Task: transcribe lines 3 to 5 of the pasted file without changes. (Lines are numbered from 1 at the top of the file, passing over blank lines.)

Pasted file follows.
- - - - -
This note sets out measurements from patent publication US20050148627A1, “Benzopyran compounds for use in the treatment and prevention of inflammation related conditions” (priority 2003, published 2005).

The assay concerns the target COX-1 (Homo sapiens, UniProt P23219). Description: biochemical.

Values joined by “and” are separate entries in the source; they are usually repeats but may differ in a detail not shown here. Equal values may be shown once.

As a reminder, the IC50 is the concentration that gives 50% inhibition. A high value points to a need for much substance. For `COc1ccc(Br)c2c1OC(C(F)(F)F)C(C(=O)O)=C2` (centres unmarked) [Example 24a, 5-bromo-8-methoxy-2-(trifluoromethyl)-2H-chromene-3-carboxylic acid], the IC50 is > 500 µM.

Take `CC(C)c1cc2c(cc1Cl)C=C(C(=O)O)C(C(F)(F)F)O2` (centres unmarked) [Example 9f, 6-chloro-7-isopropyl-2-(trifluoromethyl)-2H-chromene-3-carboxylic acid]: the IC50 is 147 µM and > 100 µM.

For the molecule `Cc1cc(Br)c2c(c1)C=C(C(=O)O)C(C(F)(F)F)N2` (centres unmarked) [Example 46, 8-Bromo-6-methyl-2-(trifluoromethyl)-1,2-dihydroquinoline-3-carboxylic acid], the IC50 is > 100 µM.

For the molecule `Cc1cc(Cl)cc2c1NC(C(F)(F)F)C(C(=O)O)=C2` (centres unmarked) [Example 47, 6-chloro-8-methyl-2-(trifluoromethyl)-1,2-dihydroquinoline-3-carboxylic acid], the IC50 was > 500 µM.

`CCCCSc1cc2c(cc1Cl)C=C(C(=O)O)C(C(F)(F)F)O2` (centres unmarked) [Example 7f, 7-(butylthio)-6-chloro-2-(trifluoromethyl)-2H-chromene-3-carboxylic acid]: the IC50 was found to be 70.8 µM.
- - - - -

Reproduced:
Values joined by “and” are separate entries in the source; they are usually repeats but may differ in a detail not shown here. Equal values may be shown once.

As a reminder, the IC50 is the concentration that gives 50% inhibition. A high value points to a need for much substance. For `COc1ccc(Br)c2c1OC(C(F)(F)F)C(C(=O)O)=C2` (centres unmarked) [Example 24a, 5-bromo-8-methoxy-2-(trifluoromethyl)-2H-chromene-3-carboxylic acid], the IC50 is > 500 µM.

Take `CC(C)c1cc2c(cc1Cl)C=C(C(=O)O)C(C(F)(F)F)O2` (centres unmarked) [Example 9f, 6-chloro-7-isopropyl-2-(trifluoromethyl)-2H-chromene-3-carboxylic acid]: the IC50 is 147 µM and > 100 µM.